June 17, 2024
The Farce of Griswold v. Connecticut
The Supreme Court invented a constitutional ‘right to privacy’ out of thin air — and an epidemic of abortion came not long after.
The Supreme Court invented a constitutional ‘right to privacy’ out of thin air — and an epidemic of abortion came not long after.

Justice Thomas’s May 28th concurring opinion in the case of Box v. Planned Parenthood, expressing concern about the eugenic roots and implications of “sex-, race-, and disability-selective abortions,” has inspired strong reactions on both ends of the spectrum. To Daily Wire editor-at-large Josh Hammer, it proves that “Clarence Thomas is the single greatest living American.” To Bess Levin of Vanity Fair, Thomas is “insane” and living in an “alternate universe.”

The opinion’s most heated critics, including Levin, are taking issue particularly with Thomas’s inclusion of contraception, rather than just abortion, in his examination of the intertwined histories of eugenics and the so-called reproductive-rights movement. From the beginning of that section:

The foundations for legalizing abortion in America were laid during the early 20th-century birth-control movement. That movement developed alongside the American eugenics movement. And significantly, Planned Parenthood founder Margaret Sanger recognized the eugenic potential of her cause. She emphasized and embraced the notion that birth control “opens the way to the eugenist.” Sanger, Birth Control and Racial Betterment, Birth Control Rev., Feb. 1919, p. 12 (Racial Betterment). As a means of reducing the “ever increasing, unceasingly spawning class of human beings who never should have been born at all,” Sanger argued that “Birth Control . . . is really the greatest and most truly eugenic method” of “human generation.” M. Sanger, Pivot of Civilization 187, 189 (1922) (Pivot of Civilization). In her view, birth control had been “accepted by the most clear thinking and far seeing of the Eugenists themselves as the most constructive and necessary of the means to racial health.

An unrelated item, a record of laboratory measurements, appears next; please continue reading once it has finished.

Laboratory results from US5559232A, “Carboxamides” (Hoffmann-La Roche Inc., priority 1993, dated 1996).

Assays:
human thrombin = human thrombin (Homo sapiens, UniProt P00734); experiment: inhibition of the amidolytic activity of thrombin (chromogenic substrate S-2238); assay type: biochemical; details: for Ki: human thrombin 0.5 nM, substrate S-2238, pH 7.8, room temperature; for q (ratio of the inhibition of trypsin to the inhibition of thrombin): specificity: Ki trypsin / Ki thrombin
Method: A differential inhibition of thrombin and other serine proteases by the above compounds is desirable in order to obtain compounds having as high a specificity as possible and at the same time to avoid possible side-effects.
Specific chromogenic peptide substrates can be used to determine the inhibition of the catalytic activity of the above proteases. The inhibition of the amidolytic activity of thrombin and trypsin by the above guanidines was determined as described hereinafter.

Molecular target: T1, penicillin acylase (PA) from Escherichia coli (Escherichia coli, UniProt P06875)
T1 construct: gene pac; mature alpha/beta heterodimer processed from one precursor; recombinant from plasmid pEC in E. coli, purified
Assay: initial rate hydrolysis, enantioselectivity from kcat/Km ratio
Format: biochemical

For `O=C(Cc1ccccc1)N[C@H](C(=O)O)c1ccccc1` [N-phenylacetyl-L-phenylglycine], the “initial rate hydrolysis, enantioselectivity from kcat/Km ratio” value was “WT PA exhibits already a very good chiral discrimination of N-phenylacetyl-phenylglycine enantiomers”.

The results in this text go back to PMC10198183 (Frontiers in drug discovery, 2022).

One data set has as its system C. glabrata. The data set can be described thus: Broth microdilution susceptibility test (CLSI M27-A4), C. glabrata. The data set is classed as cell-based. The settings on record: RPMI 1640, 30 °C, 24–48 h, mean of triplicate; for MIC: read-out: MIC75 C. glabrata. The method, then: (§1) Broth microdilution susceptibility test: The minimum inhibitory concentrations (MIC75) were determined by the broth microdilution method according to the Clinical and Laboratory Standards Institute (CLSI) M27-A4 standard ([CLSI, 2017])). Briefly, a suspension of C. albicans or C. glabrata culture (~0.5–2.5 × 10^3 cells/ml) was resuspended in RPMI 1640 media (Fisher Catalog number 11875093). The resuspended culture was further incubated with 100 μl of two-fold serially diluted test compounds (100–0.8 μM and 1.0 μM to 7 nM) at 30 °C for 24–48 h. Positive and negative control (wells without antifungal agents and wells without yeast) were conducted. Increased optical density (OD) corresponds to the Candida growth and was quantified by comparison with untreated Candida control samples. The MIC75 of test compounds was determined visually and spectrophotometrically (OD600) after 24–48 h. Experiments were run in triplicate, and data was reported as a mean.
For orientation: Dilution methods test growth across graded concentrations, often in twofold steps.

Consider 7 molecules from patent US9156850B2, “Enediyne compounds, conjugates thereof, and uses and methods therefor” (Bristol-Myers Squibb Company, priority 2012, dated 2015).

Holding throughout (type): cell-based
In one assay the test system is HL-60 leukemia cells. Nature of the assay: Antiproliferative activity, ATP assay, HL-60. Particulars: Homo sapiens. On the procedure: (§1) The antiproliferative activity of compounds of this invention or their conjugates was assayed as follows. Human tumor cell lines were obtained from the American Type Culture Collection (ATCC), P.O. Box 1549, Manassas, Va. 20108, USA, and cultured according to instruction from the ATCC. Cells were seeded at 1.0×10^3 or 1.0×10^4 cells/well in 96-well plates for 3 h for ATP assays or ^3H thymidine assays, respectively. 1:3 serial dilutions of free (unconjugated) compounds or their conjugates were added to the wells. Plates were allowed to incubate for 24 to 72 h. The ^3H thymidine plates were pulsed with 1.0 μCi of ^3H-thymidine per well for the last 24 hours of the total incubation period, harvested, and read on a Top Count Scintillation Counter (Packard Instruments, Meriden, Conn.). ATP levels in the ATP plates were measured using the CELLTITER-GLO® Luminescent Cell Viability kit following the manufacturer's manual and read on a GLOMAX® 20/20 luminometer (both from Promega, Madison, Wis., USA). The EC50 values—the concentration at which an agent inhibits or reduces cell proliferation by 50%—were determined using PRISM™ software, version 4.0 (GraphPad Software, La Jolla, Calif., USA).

Thomas is quite clear that he is not equating the moral status of contraception with the evil of abortion. Nonetheless, his detractors do raise an important point: Thomas uses the term “birth control” 36 times throughout his 20-page opinion — though, to be fair, this is only half as many as the 72 appearances of “abortion.” He may not be equating it to abortion (he isn’t), but he is certainly saying something about birth control. Critics are concerned that he might be hinting at a desire to overturn Griswold v. Connecticut, the landmark 1965 Supreme Court ruling that declared laws prohibiting birth control unconstitutional. Pro-choice writer Asha Dahya warned: “When they scream ‘Roe,’ they whisper ‘Griswold.’”

Let’s hope so.

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